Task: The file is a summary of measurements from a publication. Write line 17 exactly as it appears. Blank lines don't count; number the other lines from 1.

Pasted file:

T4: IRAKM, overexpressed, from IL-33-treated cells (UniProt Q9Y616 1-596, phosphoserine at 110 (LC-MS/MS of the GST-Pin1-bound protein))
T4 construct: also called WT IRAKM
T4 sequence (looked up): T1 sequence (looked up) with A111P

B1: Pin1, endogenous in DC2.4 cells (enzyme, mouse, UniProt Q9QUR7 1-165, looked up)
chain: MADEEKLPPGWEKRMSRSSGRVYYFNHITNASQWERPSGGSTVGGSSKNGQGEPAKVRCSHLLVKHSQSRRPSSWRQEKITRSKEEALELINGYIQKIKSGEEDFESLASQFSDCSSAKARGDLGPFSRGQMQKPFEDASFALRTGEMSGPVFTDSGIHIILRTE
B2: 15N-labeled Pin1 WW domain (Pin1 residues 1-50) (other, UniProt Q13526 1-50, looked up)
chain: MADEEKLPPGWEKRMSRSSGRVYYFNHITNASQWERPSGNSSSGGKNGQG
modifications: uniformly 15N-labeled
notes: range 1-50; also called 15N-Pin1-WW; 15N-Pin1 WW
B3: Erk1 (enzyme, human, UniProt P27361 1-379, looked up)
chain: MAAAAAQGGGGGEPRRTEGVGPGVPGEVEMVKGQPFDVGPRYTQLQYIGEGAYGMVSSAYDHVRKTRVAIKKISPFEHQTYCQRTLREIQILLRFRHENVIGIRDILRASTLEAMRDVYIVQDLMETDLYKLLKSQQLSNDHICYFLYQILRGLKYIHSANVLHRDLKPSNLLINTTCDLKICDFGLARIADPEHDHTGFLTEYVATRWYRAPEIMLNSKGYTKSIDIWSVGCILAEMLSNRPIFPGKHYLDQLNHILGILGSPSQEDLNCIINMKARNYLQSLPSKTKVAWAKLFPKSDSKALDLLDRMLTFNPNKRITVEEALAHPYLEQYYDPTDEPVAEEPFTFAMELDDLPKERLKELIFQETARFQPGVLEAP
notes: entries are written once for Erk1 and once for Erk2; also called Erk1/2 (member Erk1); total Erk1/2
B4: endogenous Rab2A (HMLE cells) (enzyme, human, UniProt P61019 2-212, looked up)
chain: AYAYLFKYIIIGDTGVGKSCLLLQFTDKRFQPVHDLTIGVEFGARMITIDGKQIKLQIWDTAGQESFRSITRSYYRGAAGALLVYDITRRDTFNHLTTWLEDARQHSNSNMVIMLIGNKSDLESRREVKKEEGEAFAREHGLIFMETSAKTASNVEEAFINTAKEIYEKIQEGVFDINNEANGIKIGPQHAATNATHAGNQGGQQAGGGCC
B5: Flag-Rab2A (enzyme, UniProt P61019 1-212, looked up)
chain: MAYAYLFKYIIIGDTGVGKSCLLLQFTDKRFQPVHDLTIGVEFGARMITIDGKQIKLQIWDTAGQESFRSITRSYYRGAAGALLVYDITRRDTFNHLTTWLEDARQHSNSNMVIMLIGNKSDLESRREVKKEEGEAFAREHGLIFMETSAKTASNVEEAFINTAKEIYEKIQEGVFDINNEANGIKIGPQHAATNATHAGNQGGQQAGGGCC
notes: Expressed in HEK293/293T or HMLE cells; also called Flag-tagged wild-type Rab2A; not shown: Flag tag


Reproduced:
notes: Expressed in HEK293/293T or HMLE cells; also called Flag-tagged wild-type Rab2A; not shown: Flag tag